On the heels of Dr. Seuss being muzzled for racist depictions in a few books, another beloved childhood memory is also being called problematic … one Pepe Le Pew.
The Looney Tunes character fell into the crosshairs of NYT columnist Charles M. Blow — who wrote an op-ed titled “Six Seuss Books Bore a Bias” … where he argued racism is deeply embedded into American culture (especially pop culture) and fed to kids at a young age.
He brought up cartoons like Speedy Gonzales and Mammy Two Shoes — the former being another LT character he says pushed racist stereotypes against Mexicans and the latter being a Tom & Jerry character portrayed as a heavyset Black maid who speaks with a caricaturized voice. You usually just see her legs/feet … but her full figure was depicted too.
Those two examples specifically address his race concern, but he threw in Pepe as well as another ‘toon that telegraphed the wrong message … saying the French skunk normalized and perpetuated rape culture. Of course, a lot of people had very different reactions — some agreeing, and others lambasting Blow for suggesting a drawing could sway real-life behavior.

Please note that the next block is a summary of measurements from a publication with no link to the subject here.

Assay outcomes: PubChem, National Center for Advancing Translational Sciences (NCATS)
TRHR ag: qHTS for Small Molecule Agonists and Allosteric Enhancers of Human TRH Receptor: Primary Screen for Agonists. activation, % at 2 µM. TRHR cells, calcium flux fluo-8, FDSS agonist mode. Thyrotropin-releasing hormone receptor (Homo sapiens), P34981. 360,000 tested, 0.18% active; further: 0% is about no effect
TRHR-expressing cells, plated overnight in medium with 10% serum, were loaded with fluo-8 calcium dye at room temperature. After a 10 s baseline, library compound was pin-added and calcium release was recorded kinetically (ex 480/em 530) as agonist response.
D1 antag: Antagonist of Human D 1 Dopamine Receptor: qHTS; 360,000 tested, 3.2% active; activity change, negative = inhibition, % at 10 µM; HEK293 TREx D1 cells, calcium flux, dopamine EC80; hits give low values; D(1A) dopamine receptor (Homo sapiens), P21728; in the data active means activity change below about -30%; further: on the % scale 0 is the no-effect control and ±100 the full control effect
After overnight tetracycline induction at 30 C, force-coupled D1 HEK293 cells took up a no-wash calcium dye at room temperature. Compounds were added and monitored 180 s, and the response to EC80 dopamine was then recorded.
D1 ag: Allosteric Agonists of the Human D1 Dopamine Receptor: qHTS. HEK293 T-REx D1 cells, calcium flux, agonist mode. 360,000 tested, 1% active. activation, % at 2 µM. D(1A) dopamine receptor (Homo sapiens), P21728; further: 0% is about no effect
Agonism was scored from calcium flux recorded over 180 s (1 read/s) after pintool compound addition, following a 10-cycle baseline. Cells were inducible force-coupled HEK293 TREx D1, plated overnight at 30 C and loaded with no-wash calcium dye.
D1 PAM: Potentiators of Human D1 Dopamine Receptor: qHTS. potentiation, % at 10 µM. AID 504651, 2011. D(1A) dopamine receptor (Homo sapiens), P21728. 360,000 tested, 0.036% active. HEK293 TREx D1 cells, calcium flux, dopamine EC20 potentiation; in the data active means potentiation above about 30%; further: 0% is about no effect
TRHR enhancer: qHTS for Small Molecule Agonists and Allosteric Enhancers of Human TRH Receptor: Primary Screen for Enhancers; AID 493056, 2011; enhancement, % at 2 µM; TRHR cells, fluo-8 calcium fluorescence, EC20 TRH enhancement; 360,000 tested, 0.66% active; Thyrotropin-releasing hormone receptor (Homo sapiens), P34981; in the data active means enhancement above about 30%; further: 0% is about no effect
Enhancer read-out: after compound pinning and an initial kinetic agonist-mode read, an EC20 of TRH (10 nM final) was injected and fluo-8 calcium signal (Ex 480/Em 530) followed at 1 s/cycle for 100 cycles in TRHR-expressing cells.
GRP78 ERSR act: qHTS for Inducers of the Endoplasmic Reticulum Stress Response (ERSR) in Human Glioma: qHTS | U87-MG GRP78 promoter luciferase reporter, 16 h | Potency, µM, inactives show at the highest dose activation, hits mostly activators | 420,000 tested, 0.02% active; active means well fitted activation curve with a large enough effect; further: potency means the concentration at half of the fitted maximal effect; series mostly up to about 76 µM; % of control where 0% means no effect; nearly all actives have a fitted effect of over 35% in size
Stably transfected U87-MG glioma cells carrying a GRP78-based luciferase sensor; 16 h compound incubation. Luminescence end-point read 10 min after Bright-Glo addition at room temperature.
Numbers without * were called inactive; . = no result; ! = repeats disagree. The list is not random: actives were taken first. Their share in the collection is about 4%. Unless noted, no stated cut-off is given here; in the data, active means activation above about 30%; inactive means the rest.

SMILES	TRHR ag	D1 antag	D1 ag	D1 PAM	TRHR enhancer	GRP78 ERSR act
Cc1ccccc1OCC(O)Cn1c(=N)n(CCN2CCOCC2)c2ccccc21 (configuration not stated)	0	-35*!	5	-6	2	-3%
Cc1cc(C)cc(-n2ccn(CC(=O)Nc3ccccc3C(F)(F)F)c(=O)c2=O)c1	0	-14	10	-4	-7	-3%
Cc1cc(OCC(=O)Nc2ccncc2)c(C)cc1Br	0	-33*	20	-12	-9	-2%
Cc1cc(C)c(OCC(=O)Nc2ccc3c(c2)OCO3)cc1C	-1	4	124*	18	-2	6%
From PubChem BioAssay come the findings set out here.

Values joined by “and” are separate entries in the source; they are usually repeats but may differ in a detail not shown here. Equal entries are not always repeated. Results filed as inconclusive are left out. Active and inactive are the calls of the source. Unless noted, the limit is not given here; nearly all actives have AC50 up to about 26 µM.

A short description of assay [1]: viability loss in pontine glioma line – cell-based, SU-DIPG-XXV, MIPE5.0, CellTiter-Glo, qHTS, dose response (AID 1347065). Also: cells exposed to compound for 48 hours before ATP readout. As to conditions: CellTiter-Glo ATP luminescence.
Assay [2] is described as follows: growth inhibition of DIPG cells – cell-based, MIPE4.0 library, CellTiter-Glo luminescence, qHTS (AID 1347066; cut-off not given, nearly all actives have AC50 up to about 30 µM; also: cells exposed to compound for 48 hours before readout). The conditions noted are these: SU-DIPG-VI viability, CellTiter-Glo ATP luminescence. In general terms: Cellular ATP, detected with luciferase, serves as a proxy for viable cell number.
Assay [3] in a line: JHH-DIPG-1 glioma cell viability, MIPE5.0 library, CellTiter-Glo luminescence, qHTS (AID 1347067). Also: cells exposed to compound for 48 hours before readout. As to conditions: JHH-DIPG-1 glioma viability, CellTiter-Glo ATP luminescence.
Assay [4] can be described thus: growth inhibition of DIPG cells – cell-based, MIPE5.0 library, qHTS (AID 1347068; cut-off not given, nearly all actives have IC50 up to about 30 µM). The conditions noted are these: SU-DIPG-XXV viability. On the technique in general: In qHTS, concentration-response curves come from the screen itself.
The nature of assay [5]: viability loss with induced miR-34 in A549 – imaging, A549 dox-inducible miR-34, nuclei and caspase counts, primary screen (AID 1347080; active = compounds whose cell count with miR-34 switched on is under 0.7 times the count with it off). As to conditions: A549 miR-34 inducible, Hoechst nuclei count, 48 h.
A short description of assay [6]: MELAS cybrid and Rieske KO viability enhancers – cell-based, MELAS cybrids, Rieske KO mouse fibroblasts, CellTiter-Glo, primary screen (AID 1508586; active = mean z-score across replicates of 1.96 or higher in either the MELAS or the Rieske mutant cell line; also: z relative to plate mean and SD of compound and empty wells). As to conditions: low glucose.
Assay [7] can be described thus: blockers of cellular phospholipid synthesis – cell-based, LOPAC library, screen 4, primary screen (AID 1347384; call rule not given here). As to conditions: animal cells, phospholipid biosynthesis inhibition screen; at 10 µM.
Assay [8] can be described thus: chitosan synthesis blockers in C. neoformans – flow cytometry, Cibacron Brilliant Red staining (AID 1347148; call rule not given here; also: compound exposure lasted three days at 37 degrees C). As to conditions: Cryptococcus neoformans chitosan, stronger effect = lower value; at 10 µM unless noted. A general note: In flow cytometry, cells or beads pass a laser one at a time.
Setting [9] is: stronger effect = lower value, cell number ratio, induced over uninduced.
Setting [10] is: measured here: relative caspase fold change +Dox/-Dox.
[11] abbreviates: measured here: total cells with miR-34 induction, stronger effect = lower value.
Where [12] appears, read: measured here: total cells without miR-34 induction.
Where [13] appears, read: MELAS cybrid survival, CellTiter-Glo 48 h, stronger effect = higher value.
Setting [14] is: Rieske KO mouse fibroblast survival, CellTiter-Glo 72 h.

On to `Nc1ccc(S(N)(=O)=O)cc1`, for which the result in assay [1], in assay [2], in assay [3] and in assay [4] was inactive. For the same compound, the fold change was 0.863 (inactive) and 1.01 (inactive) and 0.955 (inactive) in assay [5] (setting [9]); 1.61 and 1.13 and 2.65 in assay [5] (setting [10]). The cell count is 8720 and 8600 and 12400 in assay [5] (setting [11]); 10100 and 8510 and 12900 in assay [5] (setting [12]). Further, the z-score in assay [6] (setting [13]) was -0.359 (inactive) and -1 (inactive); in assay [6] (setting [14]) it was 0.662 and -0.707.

To that, Blow responded … “RW blogs are mad bc I said Pepe Le Pew added to rape culture. Let’s see. 1. He grabs/kisses a girl/stranger, repeatedly, w/o consent and against her will. 2. She struggles mightily to get away from him, but he won’t release her 3. He locks a door to prevent her from escaping.” It’s true … Penelope Pussycat was often in Pepe’s clutches.
Still, some say he’s reaching to make a point … and that the cartoon was never meant to be interpreted that way, adding it was all in good fun and that no child would absorb Pepe’s behavior as something to be mimicked. Fair enough, but the cartoon theory isn’t novel.
The great Dave Chappelle once touched on this exact issue in a stand-up special of his, “Killin’ Them Softly,” where he TOO brought up Pepe Le Pew … and flat-out called him a rapist. He discussed other kid shows that looked much different through an adult lens — like “Sesame Street” characters … which he hilariously compared to troubled adults.
Say what you will … but 20th-century media is certainly cringe-worthy in 2021.
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